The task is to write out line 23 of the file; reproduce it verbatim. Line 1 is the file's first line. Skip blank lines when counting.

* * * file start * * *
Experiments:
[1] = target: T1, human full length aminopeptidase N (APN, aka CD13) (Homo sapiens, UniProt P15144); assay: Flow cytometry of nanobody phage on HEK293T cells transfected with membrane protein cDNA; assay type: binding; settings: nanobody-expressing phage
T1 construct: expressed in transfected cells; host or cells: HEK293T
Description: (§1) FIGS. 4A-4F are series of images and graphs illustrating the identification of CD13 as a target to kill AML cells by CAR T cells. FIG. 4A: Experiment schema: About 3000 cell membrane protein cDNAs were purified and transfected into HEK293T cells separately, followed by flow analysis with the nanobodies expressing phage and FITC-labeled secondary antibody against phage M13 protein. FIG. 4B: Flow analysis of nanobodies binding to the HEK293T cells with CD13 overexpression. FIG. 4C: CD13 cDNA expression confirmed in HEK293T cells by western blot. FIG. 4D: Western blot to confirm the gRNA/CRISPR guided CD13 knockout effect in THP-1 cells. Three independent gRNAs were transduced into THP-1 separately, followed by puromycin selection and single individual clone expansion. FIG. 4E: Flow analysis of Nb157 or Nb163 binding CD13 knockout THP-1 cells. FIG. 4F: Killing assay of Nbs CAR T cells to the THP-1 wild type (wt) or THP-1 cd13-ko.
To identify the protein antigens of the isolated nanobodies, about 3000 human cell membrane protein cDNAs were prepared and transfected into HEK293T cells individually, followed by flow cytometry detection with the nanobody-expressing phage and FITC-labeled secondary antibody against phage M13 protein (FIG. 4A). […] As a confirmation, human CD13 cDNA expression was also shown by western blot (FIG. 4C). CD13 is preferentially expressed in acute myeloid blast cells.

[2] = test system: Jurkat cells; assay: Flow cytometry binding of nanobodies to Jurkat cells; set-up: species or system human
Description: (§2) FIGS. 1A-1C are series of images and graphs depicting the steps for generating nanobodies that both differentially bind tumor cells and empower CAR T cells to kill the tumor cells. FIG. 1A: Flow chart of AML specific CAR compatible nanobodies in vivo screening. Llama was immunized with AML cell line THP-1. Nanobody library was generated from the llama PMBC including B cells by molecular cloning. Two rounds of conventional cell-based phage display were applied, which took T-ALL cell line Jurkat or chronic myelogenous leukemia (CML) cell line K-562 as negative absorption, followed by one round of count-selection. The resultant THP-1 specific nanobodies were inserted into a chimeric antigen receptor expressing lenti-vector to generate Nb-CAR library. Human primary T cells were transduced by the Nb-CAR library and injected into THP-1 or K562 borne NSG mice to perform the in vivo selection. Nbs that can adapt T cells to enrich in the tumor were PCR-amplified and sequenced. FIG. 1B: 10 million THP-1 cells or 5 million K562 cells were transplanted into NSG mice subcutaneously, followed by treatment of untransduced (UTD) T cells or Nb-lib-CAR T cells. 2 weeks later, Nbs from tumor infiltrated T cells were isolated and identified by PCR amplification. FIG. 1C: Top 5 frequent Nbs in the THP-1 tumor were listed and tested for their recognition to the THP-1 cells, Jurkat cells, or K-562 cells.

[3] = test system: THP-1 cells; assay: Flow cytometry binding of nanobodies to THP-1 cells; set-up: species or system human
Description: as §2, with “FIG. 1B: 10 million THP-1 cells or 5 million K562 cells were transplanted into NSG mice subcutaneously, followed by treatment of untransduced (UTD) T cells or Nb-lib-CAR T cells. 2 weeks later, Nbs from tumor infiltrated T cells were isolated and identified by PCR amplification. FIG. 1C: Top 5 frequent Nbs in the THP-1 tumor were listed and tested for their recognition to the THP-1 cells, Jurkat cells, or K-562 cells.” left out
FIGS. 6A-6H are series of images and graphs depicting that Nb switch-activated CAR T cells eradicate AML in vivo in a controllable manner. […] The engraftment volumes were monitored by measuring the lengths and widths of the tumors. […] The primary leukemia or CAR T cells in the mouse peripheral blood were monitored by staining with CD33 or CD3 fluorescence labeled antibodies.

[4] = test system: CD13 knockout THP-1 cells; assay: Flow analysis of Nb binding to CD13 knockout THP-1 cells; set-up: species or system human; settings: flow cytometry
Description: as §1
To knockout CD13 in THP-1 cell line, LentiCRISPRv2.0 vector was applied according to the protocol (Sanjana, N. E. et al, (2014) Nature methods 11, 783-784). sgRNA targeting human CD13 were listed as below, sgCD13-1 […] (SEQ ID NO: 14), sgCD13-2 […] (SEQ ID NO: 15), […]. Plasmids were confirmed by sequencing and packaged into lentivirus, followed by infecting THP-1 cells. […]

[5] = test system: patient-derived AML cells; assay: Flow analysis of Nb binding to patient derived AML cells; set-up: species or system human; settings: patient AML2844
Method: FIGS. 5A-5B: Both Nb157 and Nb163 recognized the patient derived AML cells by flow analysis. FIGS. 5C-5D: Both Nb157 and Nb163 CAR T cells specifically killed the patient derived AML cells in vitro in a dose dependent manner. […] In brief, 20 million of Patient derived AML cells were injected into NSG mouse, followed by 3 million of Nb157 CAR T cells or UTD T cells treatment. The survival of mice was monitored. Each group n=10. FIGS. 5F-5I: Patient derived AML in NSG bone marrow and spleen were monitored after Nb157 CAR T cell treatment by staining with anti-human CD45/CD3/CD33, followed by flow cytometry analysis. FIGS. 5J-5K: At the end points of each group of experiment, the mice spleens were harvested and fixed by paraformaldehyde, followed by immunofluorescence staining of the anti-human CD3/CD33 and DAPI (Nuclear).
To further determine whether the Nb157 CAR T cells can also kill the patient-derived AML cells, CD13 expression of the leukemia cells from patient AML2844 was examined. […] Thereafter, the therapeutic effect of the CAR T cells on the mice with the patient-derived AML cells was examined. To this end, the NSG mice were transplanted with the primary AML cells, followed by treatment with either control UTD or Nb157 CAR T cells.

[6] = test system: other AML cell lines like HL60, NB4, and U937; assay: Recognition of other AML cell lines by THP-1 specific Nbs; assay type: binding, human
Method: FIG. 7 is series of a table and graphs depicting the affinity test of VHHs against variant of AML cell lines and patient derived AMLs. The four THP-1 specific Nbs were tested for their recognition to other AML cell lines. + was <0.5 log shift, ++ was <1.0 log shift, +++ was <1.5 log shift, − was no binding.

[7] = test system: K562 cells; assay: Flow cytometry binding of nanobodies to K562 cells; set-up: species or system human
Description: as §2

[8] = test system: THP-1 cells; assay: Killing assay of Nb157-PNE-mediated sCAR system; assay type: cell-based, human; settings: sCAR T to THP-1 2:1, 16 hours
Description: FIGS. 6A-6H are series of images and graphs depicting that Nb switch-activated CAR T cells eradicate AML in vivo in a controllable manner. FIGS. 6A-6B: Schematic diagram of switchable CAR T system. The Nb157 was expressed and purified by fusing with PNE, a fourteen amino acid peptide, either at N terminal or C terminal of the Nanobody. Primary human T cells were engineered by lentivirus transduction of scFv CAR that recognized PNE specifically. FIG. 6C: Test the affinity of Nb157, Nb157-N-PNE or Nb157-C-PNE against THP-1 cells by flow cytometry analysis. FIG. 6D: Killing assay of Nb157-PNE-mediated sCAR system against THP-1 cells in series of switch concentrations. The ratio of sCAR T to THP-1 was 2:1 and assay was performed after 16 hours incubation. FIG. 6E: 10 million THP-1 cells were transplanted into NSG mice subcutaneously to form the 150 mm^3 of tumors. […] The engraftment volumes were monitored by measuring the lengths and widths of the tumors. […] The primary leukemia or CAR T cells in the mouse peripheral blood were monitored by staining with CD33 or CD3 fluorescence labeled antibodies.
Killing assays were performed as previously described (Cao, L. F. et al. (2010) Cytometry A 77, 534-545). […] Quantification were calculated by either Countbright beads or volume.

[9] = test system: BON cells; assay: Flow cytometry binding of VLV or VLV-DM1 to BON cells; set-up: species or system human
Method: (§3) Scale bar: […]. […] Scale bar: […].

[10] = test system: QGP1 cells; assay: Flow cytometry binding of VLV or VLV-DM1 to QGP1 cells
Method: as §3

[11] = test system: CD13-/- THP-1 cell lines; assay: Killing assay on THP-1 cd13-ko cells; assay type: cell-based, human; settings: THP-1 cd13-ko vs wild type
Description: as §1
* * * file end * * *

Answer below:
Killing assays were performed as previously described (Cao, L. F. et al. (2010) Cytometry A 77, 534-545). […] Quantification were calculated by either Countbright beads or volume.